Thanksgiving and Christmas are coming up soon, and if you're like me, you have family dinners to attend as these holidays approach. I was thinking about how quiet my family dinners have become over the years. My small group usually consists of just me, my husband, and son. Once in a while, we add my mom or sister and brother-in-law.
But in the past, if Mom or one of the aunts hosted dinner, there would be a huge group of people eating at the table, or tables, as the case may be. The funny thing is, I always saw people I didn't know from Adam. Often they were friends of grandchildren or great-grandchildren, or maybe a second cousin or two. The worst thing about having mystery guests at the holiday dinner is that you don't know what to say to them.
It seems rude to ask "Um...do I know you?". And maybe they wouldn't necessarily appreciate the third degree: "Where do you work? Are you from this area? Who do you know at this table?"
Once I can make a connection to someone that we BOTH know, I can usually chat for a minute or two about the person we have in common. But after that, again, there's a stand-off of silence. Somehow, I always think I'm obligated to make the mystery person be welcomed, since it IS my family, but I honestly can feel myself start to wilt under the pressure of making conversation with someone of whom I have no previous history. Beyond asking, "Would you like gravy?", I struggle with what to say.
And, what's up with me not being able to remember ANYONE'S name now-a-days? Is it menopause? Even if I only have to remember the mystery person's name, I find myself thinking, "Now, what was her name? Jill? Jamie? Jessica? Oh, rats!". Then I spend a lot of time thoughtfully chewing my roll and looking like I'm thinking deep thoughts to keep from having to address the mystery guest by name. It is just TOO embarrassing to have to ask for her name only seconds after she's already told me!
I think it's fun and exciting to have large family gatherings for the holidays (as long as I don't have to do all the cooking), but there's something nice too, about the small, cozy dinners we've been experiencing over the last few years. I know that, when I sit down to share the meal, I will know every single person at the table.
Then again, how much can I REALLY know my teen son? Now there's a mystery guest even an expert conversationalist can't crack!
Only thing more challenging than a teenage son as the mystery guess is a teenage daughter! Whew....glad we have our girls grown!
I loved meeting you and your family at the conference. I prefer small and quiet holidays myself. Thanksgiving dinner at the Yoder's would be a hoot! Can I bring my dog?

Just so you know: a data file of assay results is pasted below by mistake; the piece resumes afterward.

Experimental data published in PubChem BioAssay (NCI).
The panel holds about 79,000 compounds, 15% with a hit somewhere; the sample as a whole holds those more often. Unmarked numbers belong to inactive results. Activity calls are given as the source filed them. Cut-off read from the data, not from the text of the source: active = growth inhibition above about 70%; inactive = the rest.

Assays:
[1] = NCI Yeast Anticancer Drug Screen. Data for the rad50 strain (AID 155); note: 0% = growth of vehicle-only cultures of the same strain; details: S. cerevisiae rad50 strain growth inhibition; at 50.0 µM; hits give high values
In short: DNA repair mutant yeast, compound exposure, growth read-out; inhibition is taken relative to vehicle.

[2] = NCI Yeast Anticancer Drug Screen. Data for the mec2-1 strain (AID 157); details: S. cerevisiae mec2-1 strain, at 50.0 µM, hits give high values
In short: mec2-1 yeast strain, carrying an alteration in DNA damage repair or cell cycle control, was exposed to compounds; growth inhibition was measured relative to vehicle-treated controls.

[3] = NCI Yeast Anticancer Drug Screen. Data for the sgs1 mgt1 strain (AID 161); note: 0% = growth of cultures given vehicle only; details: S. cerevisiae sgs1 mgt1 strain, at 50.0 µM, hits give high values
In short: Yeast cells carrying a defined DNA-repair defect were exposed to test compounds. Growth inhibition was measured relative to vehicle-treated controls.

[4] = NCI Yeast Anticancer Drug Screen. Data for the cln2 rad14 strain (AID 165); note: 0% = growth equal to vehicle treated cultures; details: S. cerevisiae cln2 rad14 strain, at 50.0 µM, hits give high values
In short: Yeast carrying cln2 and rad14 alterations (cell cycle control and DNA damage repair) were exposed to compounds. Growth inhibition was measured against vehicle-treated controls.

Once my daughters all left home our Thanksgiving feasts pretty well dwindled. We used to have my wife's family over for the whole day -- maybe 20 to 30 people. Even though I did most of the cooking she would get all stressed and tired cleaning for days. House always looked pretty good to me, don't why she was stressing out so on it. Everyone always loved my dinners and we had a good time even though I could only understand half of them (my wife's family is from Ecuador). The girls moved out one by one and then there were none. Last year my wife said not to cook a dinner. But I felt the need to, albeit a much smaller dinner than normal- just a small turkey, some oyster dressing, and sweet potatoes. My only daugher who still lives nearby came with her hopefully-soon-to-be husband and their newly born daughter -- our first grandchild. They stayed for our midday dinner, but then moved on quickly to his family's house for dinner their too. It was a quiet afternoon. Whether we have 30 guests or just my wife and I is fine with me. I'm flexible. Life is good.
Last week I decided to try this NaNo thing. I just started my blog a month ago. Now NaNo. This will be my first real immersion in the writing experience. Should be interesting.
You are right, teenagers surely are mystery guests but they are also lots of fun - most days. :)
LOL Too funny!
I answered your question on my blog with today's post. Check it out.
Andrea, my teen son is a good guy, but I do sometimes wonder what is going on in his head! He is the "strong silent type"--you never quite know what he's thinking. (:
Cat, come on over! We can save a bit of turkey for your doggie, too!
Arlee, thanks for visiting my blog! Yes, it's good to have Thanksgiving with family and friends--no matter how many end up at the table!
Teens ARE fun, Laury, and they remind us of our own youthful days-LOL!
Lynnette, thanks for posting that info! It is very interesting!
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